Janice yells to let the next set of monsters in. Kodi tells us that any time you have an open call, you might not find anything. But you always hope for a diamond in the rough. First there is a girl from Dallas, then a guy who Janice thinks looks like Jesus, and then a guy in a yellow suit to whom Janice yells, "Do you know Curious George?" Heh. Gabe says, "America the not so beautiful. Otherwise known as our open calls." He is so cute. He adds that some people's dreams need to be crushed, because they're so delusional. He says that the whole thing is funny, not in a "ha ha" way, but rather in a "God, get me out of here" way.
We then see poor, unattractive Tiana Weaver from Apple Valley, California. She tells us that she came to the first casting call and didn't make it. She was upset, but is there again to try. She says that her measurements are 24-35-36. None of which is true. Kodi asks Tiana if she's sure that it's 36. He then interviews that he can't really wrap his mind about the level of delusion sometimes. In all fairness, he could actually be talking about Janice and that clip could be out of context. He whips out the tape measure and informs Tiana that she's actually 39 around the hips. She acts surprised. She says that she's not as upset as the last open call, and that we'll see her again. She says that Janice will know her face, because much like a really persistent case of crabs, she'll keep coming back.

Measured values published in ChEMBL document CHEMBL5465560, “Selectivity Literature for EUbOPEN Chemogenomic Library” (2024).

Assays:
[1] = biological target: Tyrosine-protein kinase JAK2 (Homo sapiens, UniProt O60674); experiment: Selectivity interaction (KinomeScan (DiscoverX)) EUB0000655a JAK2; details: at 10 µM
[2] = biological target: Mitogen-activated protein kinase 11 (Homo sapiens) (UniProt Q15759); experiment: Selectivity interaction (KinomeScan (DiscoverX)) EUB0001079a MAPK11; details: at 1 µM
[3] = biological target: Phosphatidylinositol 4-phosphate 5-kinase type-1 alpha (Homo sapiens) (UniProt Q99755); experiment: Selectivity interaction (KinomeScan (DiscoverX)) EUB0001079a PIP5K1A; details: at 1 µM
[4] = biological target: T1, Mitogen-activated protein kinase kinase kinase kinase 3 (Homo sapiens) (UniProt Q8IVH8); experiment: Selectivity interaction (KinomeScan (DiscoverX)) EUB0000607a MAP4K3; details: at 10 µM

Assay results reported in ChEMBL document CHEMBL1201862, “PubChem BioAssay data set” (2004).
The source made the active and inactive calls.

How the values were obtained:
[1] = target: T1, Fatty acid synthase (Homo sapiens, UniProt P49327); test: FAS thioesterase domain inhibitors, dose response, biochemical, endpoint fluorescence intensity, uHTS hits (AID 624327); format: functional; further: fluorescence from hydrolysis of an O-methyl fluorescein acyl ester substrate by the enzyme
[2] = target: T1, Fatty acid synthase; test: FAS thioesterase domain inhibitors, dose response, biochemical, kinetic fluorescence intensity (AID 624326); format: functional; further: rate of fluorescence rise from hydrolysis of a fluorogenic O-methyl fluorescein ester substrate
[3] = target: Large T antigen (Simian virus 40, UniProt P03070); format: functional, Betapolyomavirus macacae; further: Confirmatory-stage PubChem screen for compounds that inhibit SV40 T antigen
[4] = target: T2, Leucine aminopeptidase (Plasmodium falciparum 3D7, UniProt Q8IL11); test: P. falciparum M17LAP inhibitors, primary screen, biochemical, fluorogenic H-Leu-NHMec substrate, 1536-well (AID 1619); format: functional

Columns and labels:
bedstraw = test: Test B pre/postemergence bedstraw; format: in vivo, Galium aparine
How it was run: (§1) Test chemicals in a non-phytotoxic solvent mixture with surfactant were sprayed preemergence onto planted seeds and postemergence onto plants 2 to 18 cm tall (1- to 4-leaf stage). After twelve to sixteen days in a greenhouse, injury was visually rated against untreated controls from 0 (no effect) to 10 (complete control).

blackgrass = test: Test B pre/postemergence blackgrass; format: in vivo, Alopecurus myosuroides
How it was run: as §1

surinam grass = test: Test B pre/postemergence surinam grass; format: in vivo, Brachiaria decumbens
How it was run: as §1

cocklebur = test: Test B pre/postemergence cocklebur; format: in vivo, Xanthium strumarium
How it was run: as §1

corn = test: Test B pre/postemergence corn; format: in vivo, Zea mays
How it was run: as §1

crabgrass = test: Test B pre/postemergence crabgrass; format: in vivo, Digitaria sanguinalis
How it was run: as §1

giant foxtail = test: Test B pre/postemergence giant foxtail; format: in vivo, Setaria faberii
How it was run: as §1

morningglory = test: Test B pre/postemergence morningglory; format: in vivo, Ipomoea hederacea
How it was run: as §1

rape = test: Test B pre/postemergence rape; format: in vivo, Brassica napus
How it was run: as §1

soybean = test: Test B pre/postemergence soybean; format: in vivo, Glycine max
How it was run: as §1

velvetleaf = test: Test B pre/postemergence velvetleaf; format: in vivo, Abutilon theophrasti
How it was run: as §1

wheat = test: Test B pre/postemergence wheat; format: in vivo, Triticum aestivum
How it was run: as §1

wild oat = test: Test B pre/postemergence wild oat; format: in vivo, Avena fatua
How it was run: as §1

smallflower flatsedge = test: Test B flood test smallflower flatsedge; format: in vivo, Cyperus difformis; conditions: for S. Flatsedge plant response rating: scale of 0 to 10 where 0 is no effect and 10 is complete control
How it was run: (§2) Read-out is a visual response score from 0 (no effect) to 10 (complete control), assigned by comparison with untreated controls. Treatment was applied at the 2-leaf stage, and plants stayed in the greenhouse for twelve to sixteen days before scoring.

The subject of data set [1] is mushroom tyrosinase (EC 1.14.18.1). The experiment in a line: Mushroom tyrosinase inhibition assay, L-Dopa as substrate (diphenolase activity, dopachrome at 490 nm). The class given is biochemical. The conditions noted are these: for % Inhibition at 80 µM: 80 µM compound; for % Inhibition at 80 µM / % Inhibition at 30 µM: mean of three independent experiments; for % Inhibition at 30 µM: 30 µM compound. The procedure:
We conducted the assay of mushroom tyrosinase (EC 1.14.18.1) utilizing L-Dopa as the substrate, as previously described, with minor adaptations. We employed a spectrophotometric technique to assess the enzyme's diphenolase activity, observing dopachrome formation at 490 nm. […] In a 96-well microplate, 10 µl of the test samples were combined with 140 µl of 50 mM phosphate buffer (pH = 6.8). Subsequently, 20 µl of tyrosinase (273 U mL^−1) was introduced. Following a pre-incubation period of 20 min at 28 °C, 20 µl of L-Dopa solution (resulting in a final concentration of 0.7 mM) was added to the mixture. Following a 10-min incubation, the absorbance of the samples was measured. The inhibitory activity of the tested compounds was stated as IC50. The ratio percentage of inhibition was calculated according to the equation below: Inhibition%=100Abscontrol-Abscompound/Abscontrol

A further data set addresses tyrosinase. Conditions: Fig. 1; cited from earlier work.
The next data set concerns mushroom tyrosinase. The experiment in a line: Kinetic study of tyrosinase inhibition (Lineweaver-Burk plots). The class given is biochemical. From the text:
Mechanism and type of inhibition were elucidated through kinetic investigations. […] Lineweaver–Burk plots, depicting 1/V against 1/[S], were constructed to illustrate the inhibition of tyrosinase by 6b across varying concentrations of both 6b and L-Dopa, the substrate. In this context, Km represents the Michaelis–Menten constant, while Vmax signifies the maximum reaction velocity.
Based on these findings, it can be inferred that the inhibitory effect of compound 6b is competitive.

Next there is a guy with gold teeth. Janice compliments him on his grille. Gabe says that open calls are such long days, because you have to look at one messy, disgusting human being after another. He adds that they're not even close to being a model. Janice asks one guy if he's the Unabomber. One guy is way too short, and Janice tells him so. He says that he knows, and Janice asks why he's there. Gabe notes that there are mirrors in the holding area where they keep all the "cattle," and that sometimes you have to look yourself in the mirror and ask why you're there. Kodi says to Janice that he wonders if they should be more explicit about their requirements. Janice says, "Let me tell you something, Junior. It's equal opportunity. Yes, I understand it's a waste of time, but I'm giving them the courtesy of standing in line all day. That's just the way it is." Letting them stand in line all day is courteous? Puzzle over that as we head to commercials.